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Why the Army Sprayed St Louis with Radiation for Years

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Why the Army Sprayed St Louis with Radiation for Years
The UK Daily Mail(1) reported recently that a sociology professor at St. Louis Community College named Lisa Martino-Taylor claims that the United States Army exposed the unwitting populace of St. Louis to radioactive particles of radium 226 during chemical warfare experiments on two occasions, in 1953 to 1954 and 1963 to 1965.

She claims, based on extensive research of declassified documents, that the particles were mixed in with harmless zinc cadmium sulfide that was sprayed from dispensers mounted on buildings and vehicles. The exposure took place primarily in low-income, and minority neighborhoods, and local politicians were not informed of what was going on. The cover story was that the Army was testing a smoke screen to guard against a Soviet attack.

Radium 226 Radiation

So far the Army has only admitted that a “fluorescent substance” was added but will not say whether it was radioactive. The revelation has caused both Missouri senators, Claire McCaskill and Roy Blunt, to demand answers from the Army. It is unknown as of this writing whether the Army ever followed up on the health effects of the radium 226. A housing project where the spraying took place was destroyed in 1972.

Radium 226, according to the United States Nuclear Regulatory Agency(2), is a substance found in nature and is considered highly radioactive. Pierre and Marie Curie(3) discovered the isotope when they found that it was created by the radioactive decay of uranium 238.

The isotope was used in a number of consumer products in the early 20th century, including toothpaste, paint, and watch dials because of its fluorescent properties. However, the practice was largely discontinued when the health effects of long-term exposure to radiation(4) became better understood. Ironically, Marie Curie died of long-term exposure to radium and other radioactive substances during the course of her research and work with radiological instruments during World War I. The use of radium 226 is now heavily restricted to such applications as cancer research.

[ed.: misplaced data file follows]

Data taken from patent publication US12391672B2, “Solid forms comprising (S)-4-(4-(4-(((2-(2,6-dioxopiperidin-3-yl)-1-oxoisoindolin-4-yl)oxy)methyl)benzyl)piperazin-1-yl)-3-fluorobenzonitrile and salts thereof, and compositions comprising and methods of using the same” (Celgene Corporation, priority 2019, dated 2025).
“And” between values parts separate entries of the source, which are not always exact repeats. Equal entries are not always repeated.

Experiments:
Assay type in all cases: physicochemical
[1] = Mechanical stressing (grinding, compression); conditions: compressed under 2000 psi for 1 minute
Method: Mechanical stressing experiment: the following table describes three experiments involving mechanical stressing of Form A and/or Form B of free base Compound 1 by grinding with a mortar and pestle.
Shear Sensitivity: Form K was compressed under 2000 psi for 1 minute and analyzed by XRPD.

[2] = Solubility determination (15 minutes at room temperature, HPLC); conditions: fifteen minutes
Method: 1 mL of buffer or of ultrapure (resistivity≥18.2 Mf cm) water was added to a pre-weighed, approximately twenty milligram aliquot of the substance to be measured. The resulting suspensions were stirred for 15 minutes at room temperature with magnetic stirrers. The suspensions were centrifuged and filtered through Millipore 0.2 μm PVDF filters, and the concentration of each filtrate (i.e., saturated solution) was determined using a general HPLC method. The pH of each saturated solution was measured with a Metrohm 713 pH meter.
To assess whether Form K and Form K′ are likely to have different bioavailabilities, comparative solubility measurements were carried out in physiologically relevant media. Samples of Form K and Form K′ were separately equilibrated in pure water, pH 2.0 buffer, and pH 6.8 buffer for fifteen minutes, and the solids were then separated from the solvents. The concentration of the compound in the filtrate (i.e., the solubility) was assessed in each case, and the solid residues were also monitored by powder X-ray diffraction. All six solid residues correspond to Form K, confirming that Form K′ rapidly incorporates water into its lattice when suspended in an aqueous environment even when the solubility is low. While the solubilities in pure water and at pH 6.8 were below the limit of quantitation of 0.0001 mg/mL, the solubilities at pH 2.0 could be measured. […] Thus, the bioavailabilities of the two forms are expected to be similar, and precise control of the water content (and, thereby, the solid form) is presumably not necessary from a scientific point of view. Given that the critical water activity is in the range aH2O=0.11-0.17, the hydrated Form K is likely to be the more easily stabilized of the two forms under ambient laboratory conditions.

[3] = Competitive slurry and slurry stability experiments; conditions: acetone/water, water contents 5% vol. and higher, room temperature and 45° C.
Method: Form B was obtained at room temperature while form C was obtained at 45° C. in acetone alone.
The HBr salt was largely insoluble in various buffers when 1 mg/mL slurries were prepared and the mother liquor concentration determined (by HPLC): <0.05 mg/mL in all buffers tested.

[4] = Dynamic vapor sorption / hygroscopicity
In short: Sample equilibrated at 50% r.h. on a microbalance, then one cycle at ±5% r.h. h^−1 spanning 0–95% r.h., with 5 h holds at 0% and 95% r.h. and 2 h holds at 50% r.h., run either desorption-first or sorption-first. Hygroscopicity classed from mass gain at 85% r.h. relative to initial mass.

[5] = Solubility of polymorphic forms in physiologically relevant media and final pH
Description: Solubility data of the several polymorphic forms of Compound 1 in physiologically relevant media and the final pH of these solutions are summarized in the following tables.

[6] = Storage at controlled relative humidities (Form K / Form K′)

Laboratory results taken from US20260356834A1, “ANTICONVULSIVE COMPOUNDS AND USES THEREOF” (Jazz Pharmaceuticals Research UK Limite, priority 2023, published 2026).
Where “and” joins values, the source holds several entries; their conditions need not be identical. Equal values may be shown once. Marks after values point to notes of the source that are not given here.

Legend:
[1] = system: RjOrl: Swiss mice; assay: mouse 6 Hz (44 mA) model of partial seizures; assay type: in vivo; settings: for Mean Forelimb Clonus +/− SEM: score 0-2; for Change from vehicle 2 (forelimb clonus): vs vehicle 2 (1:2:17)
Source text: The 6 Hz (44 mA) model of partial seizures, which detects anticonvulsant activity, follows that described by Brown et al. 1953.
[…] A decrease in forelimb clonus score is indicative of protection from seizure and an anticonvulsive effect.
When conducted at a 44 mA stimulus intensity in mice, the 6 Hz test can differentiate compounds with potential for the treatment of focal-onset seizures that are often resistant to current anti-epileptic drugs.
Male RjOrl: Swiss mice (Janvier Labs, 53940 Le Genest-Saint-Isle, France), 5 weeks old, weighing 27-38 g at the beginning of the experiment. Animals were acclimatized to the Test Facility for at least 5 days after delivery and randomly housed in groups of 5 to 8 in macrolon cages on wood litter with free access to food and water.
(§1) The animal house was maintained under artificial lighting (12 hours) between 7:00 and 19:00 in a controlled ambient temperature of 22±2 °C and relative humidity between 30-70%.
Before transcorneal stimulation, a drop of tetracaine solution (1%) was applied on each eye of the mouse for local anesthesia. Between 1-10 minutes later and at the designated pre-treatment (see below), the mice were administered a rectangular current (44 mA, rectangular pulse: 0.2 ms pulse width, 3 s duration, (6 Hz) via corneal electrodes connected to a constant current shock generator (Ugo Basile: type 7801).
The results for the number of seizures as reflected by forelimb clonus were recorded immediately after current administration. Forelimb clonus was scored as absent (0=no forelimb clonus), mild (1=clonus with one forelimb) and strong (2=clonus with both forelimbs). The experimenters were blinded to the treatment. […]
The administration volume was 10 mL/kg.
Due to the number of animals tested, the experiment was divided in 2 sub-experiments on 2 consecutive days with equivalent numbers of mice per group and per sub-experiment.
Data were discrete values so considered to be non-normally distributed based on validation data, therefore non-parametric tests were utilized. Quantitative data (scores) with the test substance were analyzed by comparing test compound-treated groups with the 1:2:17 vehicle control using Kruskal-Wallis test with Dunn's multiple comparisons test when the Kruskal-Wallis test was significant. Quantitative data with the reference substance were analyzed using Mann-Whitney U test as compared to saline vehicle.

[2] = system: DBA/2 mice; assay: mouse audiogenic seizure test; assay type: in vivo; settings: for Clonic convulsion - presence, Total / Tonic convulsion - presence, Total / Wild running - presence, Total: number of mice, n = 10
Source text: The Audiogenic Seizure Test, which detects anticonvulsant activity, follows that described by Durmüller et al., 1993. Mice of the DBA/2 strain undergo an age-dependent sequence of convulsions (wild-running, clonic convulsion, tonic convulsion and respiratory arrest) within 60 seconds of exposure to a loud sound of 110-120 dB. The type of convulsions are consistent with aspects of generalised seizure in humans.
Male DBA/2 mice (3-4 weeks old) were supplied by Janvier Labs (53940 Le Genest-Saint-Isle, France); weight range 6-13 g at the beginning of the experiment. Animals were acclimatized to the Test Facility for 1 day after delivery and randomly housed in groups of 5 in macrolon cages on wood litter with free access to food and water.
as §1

Further Investigation Needed

Clearly, Professor Martino-Taylor’s revelations cry out for further investigation if they are borne out. Why did the Army mingle radium 226 with its chemical warfare experiment? Was it secretly testing a radiological weapon? Or did the fluorescent properties of the isotope allow Army researchers to better track the dispersal of the substance?

What was the Army’s understanding of the dangers of radium 226 at the time it was allegedly being used? Martino-Taylor cites a now-defunct company called U.S. Radium(5) as having provided the radioactive particles. U.S. Radium was the recipient of a number of lawsuits because of unsafe working conditions that led to employees being exposed to radiation during the production of fluorescent paint, watch dials, and aircraft instruments. The company’s facility at Bloomsburg. New Jersey has been declared a Superfund site by the EPA.

St Louis Health Issues

The big question that arises is, what were the health effects on the residents of the St. Louis neighborhoods where the radioactive substance was sprayed?

A cluster of cancers and other illnesses related to exposure to radiation would certainly indicate that the Army committed, perhaps unwittingly, perhaps deliberately, an atrocity against American civilians that it is charged to protect. Making people into unwitting and unknowing test subjects of an experimental, dangerous substance is the sort of thing that people have been sent to prison for. How many people still living made the decisions to spray an American community with radioactive particles, and who knew about it but said or did nothing is unknown. But anyone who did this and knew that civilians could come to harm needs to be brought to account.

Needless to say, if the findings of Professor Martino-Taylor are confirmed, the United States government is going to owe some people generous reparations.

References & Image Credits:
(1) Daily Mail
(3) Wikipedia
(4) 30 Year Human Radiation Experiment
(5) Wikipedia

Originally published on

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